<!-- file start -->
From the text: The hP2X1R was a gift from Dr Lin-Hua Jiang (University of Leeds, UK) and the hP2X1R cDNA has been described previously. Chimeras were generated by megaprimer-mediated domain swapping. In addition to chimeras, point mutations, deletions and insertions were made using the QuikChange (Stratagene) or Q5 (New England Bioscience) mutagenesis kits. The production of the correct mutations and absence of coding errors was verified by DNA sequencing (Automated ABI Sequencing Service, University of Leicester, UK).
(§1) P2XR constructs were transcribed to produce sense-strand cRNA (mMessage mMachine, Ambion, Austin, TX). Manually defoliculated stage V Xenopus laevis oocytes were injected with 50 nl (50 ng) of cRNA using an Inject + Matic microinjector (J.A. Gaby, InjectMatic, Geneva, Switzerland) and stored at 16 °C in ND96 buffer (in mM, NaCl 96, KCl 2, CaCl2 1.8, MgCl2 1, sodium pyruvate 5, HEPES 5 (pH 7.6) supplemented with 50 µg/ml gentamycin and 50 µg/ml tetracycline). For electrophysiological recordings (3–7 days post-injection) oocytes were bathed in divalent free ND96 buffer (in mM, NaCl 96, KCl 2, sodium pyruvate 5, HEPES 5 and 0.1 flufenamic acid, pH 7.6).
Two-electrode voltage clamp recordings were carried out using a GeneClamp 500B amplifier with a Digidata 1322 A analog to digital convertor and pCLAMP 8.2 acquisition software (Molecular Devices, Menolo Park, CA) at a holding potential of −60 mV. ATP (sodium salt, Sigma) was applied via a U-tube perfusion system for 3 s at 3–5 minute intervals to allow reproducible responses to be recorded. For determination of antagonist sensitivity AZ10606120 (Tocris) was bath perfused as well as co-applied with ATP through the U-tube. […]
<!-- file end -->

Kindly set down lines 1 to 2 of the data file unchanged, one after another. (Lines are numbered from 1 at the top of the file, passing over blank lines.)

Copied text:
From the text: The hP2X1R was a gift from Dr Lin-Hua Jiang (University of Leeds, UK) and the hP2X1R cDNA has been described previously. Chimeras were generated by megaprimer-mediated domain swapping. In addition to chimeras, point mutations, deletions and insertions were made using the QuikChange (Stratagene) or Q5 (New England Bioscience) mutagenesis kits. The production of the correct mutations and absence of coding errors was verified by DNA sequencing (Automated ABI Sequencing Service, University of Leicester, UK).
(§1) P2XR constructs were transcribed to produce sense-strand cRNA (mMessage mMachine, Ambion, Austin, TX). Manually defoliculated stage V Xenopus laevis oocytes were injected with 50 nl (50 ng) of cRNA using an Inject + Matic microinjector (J.A. Gaby, InjectMatic, Geneva, Switzerland) and stored at 16 °C in ND96 buffer (in mM, NaCl 96, KCl 2, CaCl2 1.8, MgCl2 1, sodium pyruvate 5, HEPES 5 (pH 7.6) supplemented with 50 µg/ml gentamycin and 50 µg/ml tetracycline). For electrophysiological recordings (3–7 days post-injection) oocytes were bathed in divalent free ND96 buffer (in mM, NaCl 96, KCl 2, sodium pyruvate 5, HEPES 5 and 0.1 flufenamic acid, pH 7.6).